Eastern Grass-owl

Tyto longimembris
Population status:
Least Concern
Body length:
32–38 cm (12.5-14.9 in)
112 cm (44 in)
265-582 g (9-20.5 oz)
Eastern Grass Owl


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Did You Know?

  • There are five recognized subspecies of the Eastern Grass-owl
  • This species is in the same genus as the Barn Owl
  • This owl has also been known as the Australasian Grass-owl or the Chinese Grass-owl

Other Owls

How The Peregrine Fund is Helping

Though The Peregrine Fund does not work directly with Eastern Grass-owl, our efforts in scientific research, habitat conservation, education, and community development help conserve birds of prey around the world. We also supply literature to researchers from our avian research library, which helps scientists around the world gather and share important information on raptor conservation. Our support of the Global Raptor Information Network gives raptor researchers tools to more efficiently conduct their own studies while contributing to a global program. It also provides citizen scientists a way to participate in raptor science and conservation.

Where it Lives

As you might imagine, with a name like "Eastern Grass-owl" this species prefers grassland habitat, including savanna, floodplains and agricultural fields. It is found in parts of Australia, Papua New Guinea, Indonesia, the Philippines, and a few other countries of southern Asia. 

What it Does

This lovely owl resembles the more widespread Barn Owl. It has more of an overall light brown coloration, with lovely orange, brown, and white mottling along its wings. Like the Barn Owl, and all the other owls in the Tyto genus,  it is known for its facial disc which is in the shape of a heart. 

At this point you might be wondering what exactly a facial disc is. A bird's facial disc is composed of many feathers that surround its head and helps direct sound to their ears. To get an idea of how it works, cup your hands behind your ears and listen – sounds will be louder and clearer. Owls can raise these feathers slightly when on the hunt, allowing them to hear the rustle of a mouse in the grass, the flapping of feathers in the night, or the slithering of a snake on a tree branch. These sounds give away the location of prey animals, making it easy for these owls to deftly swoop in to catch a meal.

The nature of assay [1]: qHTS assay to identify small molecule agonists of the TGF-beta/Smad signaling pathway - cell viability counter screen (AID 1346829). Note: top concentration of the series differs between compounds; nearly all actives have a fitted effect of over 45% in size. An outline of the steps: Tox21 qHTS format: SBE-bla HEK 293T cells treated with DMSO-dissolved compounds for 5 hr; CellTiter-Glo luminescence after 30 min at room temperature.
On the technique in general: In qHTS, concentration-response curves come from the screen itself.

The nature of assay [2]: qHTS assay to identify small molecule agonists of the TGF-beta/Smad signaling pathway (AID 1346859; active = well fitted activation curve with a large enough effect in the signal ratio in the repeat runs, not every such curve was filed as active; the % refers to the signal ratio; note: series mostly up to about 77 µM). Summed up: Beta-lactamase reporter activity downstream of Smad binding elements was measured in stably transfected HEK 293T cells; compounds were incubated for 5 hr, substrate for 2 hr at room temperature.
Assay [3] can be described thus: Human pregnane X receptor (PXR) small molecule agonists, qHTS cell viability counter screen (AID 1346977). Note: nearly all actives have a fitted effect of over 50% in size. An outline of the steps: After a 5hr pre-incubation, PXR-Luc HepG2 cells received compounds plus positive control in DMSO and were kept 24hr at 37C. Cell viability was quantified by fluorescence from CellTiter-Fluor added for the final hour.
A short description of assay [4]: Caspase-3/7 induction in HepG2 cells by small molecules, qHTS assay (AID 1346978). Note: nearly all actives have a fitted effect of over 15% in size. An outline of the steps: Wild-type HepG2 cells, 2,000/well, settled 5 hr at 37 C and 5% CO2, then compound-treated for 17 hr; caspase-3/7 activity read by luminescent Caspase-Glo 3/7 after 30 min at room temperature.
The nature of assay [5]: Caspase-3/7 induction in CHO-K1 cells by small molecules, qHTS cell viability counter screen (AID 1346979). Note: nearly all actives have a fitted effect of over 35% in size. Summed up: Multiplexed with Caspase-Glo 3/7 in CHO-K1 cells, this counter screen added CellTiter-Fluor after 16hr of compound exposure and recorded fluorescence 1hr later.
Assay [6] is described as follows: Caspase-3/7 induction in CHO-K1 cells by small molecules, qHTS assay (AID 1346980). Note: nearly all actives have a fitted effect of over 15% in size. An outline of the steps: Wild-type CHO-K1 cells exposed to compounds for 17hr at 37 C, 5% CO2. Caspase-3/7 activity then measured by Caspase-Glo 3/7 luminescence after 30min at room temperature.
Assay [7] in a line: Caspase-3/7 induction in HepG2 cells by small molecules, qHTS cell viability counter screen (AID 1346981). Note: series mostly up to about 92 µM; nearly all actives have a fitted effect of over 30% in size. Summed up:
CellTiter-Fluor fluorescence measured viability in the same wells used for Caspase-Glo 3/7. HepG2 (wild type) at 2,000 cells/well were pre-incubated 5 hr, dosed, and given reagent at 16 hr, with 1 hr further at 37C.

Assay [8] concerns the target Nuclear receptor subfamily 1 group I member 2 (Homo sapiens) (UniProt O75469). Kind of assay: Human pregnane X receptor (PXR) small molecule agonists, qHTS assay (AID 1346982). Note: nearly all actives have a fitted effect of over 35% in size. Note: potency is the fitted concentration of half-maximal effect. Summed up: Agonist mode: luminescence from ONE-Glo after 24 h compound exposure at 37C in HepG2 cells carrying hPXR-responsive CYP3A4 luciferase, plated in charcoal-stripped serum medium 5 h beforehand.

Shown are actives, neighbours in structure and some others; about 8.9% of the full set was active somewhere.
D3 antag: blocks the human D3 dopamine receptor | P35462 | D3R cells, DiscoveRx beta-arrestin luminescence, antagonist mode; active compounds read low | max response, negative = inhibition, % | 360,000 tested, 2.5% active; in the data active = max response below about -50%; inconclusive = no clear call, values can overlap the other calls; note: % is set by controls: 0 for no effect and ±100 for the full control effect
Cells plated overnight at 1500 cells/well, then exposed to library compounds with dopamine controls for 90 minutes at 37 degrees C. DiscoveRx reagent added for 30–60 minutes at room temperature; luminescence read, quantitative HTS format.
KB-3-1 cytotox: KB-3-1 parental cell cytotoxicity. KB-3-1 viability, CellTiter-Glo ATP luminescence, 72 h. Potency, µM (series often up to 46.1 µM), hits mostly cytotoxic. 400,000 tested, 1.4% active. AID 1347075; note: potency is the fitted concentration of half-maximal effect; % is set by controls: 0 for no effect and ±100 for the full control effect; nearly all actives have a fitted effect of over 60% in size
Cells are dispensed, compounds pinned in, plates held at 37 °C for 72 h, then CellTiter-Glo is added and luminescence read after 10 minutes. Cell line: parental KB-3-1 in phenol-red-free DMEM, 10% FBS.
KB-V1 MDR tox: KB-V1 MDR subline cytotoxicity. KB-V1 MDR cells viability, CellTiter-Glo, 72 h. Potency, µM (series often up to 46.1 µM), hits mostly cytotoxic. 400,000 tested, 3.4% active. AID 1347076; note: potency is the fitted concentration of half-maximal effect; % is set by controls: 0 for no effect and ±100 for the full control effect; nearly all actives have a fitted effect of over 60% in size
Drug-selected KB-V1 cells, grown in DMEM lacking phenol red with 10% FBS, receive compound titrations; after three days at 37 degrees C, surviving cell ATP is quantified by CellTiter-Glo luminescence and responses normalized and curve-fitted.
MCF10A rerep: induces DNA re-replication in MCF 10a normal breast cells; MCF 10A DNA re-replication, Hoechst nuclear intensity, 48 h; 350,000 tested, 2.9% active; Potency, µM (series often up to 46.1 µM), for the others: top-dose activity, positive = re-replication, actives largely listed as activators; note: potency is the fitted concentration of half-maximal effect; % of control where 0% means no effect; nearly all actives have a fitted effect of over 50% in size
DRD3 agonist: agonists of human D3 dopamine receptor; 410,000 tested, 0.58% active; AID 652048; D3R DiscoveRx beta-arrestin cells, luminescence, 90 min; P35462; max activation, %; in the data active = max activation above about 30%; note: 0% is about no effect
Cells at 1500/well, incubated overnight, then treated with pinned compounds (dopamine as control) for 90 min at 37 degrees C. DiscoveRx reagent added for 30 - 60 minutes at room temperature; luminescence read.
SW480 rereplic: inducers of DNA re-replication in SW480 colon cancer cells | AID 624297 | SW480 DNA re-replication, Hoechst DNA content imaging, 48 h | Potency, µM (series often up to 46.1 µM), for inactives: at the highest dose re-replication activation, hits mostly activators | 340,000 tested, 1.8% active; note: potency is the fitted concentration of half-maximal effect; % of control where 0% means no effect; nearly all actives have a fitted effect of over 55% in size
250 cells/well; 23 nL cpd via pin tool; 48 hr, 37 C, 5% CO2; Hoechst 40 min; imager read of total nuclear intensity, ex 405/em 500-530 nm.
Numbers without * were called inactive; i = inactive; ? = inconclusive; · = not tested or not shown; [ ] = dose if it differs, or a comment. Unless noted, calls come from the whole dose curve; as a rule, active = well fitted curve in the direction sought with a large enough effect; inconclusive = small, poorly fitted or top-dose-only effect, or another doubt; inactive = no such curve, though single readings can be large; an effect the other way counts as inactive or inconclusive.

The Eastern Grass-owl has been described as being shy and reclusive, and for this reason it is often difficult to see. 

Why it Needs our Help

This species is categorized as Least Concern. However, that doesn't mean that this species isn't facing any threats, and in fact, in some areas, it appears to be in decline. Loss or fragmentation of its habitat and human persecution are just some of the dangers this owl is facing. The use of rodenticides are also a threat to this owl. When people use poison to control rodent populations, the poisoned rodents usually don't die right away. They become easy prey for a hungry owl. But when an owl consumes a poisoned rat, it also gets exposed. If it eats to many poisoned rats, it will inadvertently consume too much poison and it will die too. 

What it Eats

Like many owl species, the Eastern Grass-owl eats a lot of rodents.  However, it will feed on marsupials, ground-dwelling birds, reptiles, frogs, and large insect, including grasshoppers. Its hunting technique has been compared to that of harriers - gliding slowly low above the ground. These owls are quite dependent on rodents, and when rodent populations fall sharply, sometimes many individual owls may starve.  

Nests, Eggs, and Young

Like most other owl species, the Eastern Grass-owl does not build its own nest. Instead, it nests on the ground. It wisely tends to pick areas that are protected by dense, tall grasses, or other vegetation that helps conceal the nest, eggs, and young.  Though a pair of owls will usually nest far away from other nesting owls, they sometimes nest in loose colonies where several pairs are nesting within just a few hundred meters from each other.  The female may lay between 3-8 eggs. The eggs must be incubated for around one month. When the owlets hatch they are covered in white down.  Around two months later, the young will be ready to leave the nest for the first time. 

Eastern Grass-owl and the World Center for Birds of Prey

The World Center for Birds of Prey offers fun ways to learn about raptors. Interactive activities, tours, interesting videos and a children's room with activities from coloring sheets to quizzes to costumes await you. At our visitor center, you can see live owls up close - such as a Verreaux' Eagle-owl or a Western Screech-owl, and learn about the wonderful and interesting adaptations they have in order to survive in their respective habitats. There is also a touch table with owl feathers and other natural objects available for exploration. Though far from Australasian Grass Owl habitat, if you take a stroll along a short nature trail around the center, you may come across other owl species including Barn Owls or even a Northern Saw-whet Owl perched in the trees. 


Bruce, M.D. and J. S. Marks (2020). Australasian Grass-Owl (Tyto longimembris), version 1.0. In Birds of the World (J. del Hoyo, A. Elliott, J. Sargatal, D. A. Christie, and E. de Juana, Editors). Cornell Lab of Ornithology, Ithaca, NY, USA. https://doi.org/10.2173/bow.ausgro1.01

Lin, Wen-Loung; Wang, Yin; Tseng, Hui-Yun (2007). "Initial Investigation on the Diet of Eastern Grass Owl (Tyto longimembris) in Southern Taiwan". Taiwania52 (1): 100–105. doi:10.6165/tai.2007.52(1).100